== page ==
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Small SUV's are Getting Safer

The Insurance Institute for Highway Safety recently completed front, side, and rear crash test evaluations of 8 small SUV models.

Institute ratings of good, acceptable, marginal or poor are based on results of front and side crash tests plus evaluations of seat/head restraints for protection against whiplash injury in rear crashes.

2009 Small SUV Results
The best performers, earning the Institute's Top Safety Pick award, are the 2009 Ford Escape, 2008 Mitsubishi Outlander, 2008 Nissan Rogue, and 2009 Volkswagen Tiguan. These 4 models earn good ratings in all 3 of the Institute's evaluations, and all are equipped with standard electronic stability control and side airbags. The Escape's ratings also apply to the hybrid version, which is sold as the Mercury Mariner and Mazda Tribute as well as the Escape.

Hybrid SUVs earning Top Safety Pick include the midsize Saturn Vue and Toyota Highlander, which the Institute evaluated earlier.

The Institute's frontal offset crash test, which began in 1995, drove major design changes in vehicles to do a better job of protecting people in the most common kind of serious crash. In the mid-1990s, few vehicles earned the top rating of good in the frontal test. Now nearly every vehicle is rated good for frontal protection. Since the Institute began its side tests in 2003, manufacturers have been following the same path, changing their vehicles to improve protection in serious side impacts.

An exception is the 2-door 2008 Jeep Wrangler, which was tested without its optional side airbags. The previous version of the Wrangler, in which side airbags weren't available, earned a rating of marginal for protection in side crashes, and the new model performed even worse, earning the lowest rating of poor. A new problem was that the driver door opened during the impact. This didn't significantly affect the movement of the dummy during the test, but an open door in a crash could lead to partial or complete ejection of occupants.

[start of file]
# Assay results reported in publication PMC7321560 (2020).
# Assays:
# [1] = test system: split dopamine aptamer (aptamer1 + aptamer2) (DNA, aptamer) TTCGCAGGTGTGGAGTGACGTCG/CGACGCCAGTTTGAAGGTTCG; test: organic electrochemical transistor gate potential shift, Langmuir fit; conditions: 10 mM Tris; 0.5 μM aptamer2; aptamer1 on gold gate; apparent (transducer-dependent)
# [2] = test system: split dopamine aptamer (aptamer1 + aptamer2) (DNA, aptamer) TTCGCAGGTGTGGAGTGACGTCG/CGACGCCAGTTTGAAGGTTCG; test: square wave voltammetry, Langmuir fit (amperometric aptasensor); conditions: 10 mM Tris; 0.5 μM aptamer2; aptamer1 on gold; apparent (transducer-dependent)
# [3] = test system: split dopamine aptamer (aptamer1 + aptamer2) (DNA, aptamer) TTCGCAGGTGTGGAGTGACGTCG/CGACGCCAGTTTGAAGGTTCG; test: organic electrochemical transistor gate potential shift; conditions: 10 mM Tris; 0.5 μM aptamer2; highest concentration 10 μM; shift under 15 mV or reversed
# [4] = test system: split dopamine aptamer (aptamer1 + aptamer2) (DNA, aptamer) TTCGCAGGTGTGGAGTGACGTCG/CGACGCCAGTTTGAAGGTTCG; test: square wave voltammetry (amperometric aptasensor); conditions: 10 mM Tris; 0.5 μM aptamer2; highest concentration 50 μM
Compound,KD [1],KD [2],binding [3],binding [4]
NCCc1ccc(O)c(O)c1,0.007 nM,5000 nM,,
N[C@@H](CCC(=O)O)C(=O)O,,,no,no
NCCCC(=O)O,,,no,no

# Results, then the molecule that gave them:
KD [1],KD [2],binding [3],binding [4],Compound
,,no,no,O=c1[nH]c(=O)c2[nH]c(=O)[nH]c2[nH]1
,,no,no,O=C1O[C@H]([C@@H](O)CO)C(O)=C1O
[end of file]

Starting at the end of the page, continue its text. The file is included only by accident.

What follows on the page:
The Wrangler and Chevrolet Equinox, also a 2008 model, are the only 2 vehicles tested this time around without standard side airbags. The Jeep Patriot does have standard curtain airbags, but additional torso airbags designed to protect an occupant's chest and abdomen are optional.

When side airbags are optional, the Institute's policy is to test without the option because this is how most of the vehicles will be sold.



Revamped Escape is a winner: This small SUV was re-engineered for the 2009 model year. Among the changes are modifications to the frontal airbags and safety belts plus structural changes to improve occupant protection in frontal crashes. The new Escape improves from acceptable to good in the Institute's frontal offset crash test. A new seat design improves the rear crash protection rating from acceptable to good. Side airbags, optional before 2008 models, now are standard.

Occupant protection in rear crashes generally is improving as automakers strive to earn Top Safety Pick awards. More seat/head restraints are doing a better job of protecting people from neck injuries. The Outlander, Rogue, and Tiguan as well as the Escape earn good ratings for their seat/head restraint designs.

How vehicles are evaluated: The Institute's frontal crashworthiness evaluations are based on results of 40 mph frontal offset crash tests. Each vehicle's overall evaluation is based on measurements of intrusion into the occupant compartment, injury measures recorded on a Hybrid III dummy in the driver seat, and analysis of slow-motion film to assess how well the restraint system controlled dummy movement during the test.






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